Are you ready for the October panic?
From Matthew Carr, Editor, The Viper Alert:
This election seems like it’s been going on forever.
Thankfully, it’s almost over… The last ballots will be cast a little more than a month from now.
And, as I’ll show you below, that means traders have a great opportunity to earn a quick profit over the next month. Let me explain…
Aside from politics, this is an interesting time for investors.
The holiday season is ahead. Consumer confidence surged to 104.1 this month. Consumer spending accounts for three quarters of U.S. GDP, and the rosier view is a good sign. Americans see the labor market improving and are upbeat about the near-term future. Not only did the September reading surpass expectations, but it’s also at the highest level since August 2007…
The Federal Reserve is holding off raising rates… for now. And the S&P 500 and the Dow aren’t doing anything out of the ordinary for the month of September. The S&P, after yesterday’s 0.53% rally, is flat for the month, while the Dow is down 0.31%.
Since 2000, it’s been the worst month for stocks…
I’ve written about it before in Investment U. But just a quick recap: The S&P has declined in September four out of the last six years.
What’s happened so far is normal. It’s what we expect. And that’s good.
But this year isn’t like a “regular” year… This is an election year.
So, what does that mean for the next couple of months?
Well, let’s take a look…
Pulling the data for the S&P 500 Volatility Index (VIX) back to 1992, we see a couple significant nuggets.
I separated out how the VIX performed in September, October and November in U.S. presidential election years. Then compared that to those same three months in all other years.
And this is what you get…
During the past six U.S. presidential elections, there was an average increase in the VIX of 15.02% in September and 19.43% in October. Following those big jumps, the VIX declined in November, after the election was over.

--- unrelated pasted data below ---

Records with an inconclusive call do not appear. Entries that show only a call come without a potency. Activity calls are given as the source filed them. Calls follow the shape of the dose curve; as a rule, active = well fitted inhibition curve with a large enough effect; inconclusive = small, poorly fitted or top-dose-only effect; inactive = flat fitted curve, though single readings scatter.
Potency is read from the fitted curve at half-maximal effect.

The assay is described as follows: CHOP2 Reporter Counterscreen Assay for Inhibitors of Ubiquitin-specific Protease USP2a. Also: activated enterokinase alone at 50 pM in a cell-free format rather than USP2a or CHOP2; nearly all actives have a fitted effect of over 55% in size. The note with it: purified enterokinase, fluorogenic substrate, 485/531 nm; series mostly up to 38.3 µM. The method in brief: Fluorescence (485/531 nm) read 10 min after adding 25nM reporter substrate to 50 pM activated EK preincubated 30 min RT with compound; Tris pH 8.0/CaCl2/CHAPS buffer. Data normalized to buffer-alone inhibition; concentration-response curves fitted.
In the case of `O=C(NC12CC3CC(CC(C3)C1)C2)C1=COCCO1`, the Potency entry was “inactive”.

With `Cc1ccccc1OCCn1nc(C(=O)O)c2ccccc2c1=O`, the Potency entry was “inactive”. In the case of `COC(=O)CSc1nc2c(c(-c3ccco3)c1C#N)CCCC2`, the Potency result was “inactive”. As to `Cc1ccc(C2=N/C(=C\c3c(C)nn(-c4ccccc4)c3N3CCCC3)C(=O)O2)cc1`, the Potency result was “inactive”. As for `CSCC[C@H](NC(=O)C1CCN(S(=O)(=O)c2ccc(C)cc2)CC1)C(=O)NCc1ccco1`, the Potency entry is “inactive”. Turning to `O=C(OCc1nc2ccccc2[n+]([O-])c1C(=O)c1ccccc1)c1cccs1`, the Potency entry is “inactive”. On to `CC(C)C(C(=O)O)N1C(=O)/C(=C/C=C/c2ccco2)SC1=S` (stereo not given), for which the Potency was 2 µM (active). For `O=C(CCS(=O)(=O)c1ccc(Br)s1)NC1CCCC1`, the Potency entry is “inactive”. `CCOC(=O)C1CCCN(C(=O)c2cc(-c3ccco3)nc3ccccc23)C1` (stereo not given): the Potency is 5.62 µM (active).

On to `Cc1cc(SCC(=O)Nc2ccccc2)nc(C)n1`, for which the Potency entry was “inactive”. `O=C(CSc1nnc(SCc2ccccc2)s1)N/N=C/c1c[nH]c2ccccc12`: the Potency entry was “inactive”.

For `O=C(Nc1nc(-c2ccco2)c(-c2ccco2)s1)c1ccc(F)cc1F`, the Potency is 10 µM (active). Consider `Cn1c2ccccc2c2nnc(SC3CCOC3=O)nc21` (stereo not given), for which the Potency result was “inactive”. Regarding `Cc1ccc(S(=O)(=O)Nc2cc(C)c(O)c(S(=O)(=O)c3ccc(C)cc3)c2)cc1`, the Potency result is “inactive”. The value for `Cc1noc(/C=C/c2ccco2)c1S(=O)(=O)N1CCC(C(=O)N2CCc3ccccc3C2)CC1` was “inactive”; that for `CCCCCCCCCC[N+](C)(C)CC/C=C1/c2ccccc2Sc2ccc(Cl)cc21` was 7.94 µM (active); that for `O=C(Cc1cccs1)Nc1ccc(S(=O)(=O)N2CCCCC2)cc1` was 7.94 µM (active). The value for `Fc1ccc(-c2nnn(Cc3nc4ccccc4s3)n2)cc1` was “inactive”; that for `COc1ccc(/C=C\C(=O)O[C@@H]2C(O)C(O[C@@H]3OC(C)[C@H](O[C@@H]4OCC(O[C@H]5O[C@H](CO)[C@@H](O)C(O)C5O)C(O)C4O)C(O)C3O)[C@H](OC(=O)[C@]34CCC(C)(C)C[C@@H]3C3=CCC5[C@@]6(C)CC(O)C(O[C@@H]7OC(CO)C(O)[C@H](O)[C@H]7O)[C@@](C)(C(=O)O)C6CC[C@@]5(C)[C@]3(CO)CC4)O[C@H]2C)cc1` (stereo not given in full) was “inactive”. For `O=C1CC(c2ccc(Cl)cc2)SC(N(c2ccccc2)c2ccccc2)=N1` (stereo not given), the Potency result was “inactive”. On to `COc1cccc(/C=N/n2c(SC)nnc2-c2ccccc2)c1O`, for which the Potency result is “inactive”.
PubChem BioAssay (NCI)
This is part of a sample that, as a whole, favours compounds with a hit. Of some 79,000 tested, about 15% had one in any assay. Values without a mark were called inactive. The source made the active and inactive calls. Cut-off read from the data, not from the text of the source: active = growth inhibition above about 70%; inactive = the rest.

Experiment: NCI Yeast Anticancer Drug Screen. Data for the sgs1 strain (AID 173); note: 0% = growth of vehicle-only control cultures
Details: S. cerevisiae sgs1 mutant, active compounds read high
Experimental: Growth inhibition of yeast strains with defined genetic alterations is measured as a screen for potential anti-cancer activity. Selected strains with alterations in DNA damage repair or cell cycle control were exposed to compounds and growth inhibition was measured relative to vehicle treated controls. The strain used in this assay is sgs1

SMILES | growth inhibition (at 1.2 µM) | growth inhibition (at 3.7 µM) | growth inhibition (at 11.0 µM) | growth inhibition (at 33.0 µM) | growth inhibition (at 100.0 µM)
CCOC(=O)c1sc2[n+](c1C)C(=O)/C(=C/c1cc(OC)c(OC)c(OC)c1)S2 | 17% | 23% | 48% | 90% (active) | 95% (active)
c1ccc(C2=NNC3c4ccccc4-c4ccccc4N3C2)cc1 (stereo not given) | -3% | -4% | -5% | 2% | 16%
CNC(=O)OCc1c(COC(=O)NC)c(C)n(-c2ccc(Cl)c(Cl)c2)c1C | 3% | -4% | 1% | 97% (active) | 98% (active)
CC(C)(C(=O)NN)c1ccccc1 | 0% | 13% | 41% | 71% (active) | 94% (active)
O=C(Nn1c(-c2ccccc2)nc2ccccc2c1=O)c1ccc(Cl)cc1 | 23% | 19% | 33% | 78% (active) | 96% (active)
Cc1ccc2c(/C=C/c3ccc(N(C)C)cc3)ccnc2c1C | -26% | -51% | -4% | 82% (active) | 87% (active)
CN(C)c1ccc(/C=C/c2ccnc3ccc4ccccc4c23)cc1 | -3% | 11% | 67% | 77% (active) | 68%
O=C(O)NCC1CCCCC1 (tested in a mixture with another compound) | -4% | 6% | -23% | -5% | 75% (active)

Right now, the VIX is down 4.67% for September… well below the 15.02% average return.
And there’s an easy explanation…
These election year averages include 2000 and 2008.
And the impacts can’t be ignored.
The VIX surged 90.75% in September 2008, going from 20.65 to 39.39. That was the biggest one-month move from the VIX in any of the months examined. So, that impacts the overall average return.
Because of the possibility for something like this, I also always look at the plus-minus rates. That gives us the probability of a gain and a better understanding of what to expect.
During election years, the VIX gained in September only 50% of the time. It’s just that, when it did see gains, it was a big move… 20.3% in September 1992… 22.37% in September 2000… and 90.75% in 2008.
October and November are a different story. Over the last six presidential elections, the VIX hasn’t ended lower in October once.
On the other hand, the VIX has ended higher only once in November of an election year.
Because of the looming uncertainty, there’s been a perfect track record of increased volatility in October in election years. But once a decision is made, there’s a sigh of relief – and a mere 16.67% chance of increased volatility in November.
Compared to non-election years for these months – and the combined chance of increased volatility in September, October and November over the past 24 years – we see a couple variances…
September is September, no matter what. There’s a 50% chance the VIX will end the month higher than where it began, regardless of whether it is an election year or not.
Note that in October, outside of election years, the chance of the VIX increasing drops significantly. Since 2000, it’s been one of the best months for stocks.
That means betting on a rise in the VIX looks like a solid trade in October.
Expect volatility over the next month.
But understand that it’s not the end of the world. Once the votes are cast, and a winner is decided… uncertainty is eased, and the markets move higher. And with the backdrop of consumer confidence surging this month, we could be in store for a solid holiday season as the cloud of anxiety is lifted.
Crux note: Matthew’s system of using advanced analytics to find market anomalies like the one he describes above has resulted in one of the best 3-year track records in the history of The Oxford Club. Matthew just closed his 15th triple-digit recommendation this year.
He recently created a video showing readers the most important part of his trading strategy – something called “coil points.” According to Matt, this indicator will show you when a stock has bottomed… and is ready to bounce higher. He explains everything right here.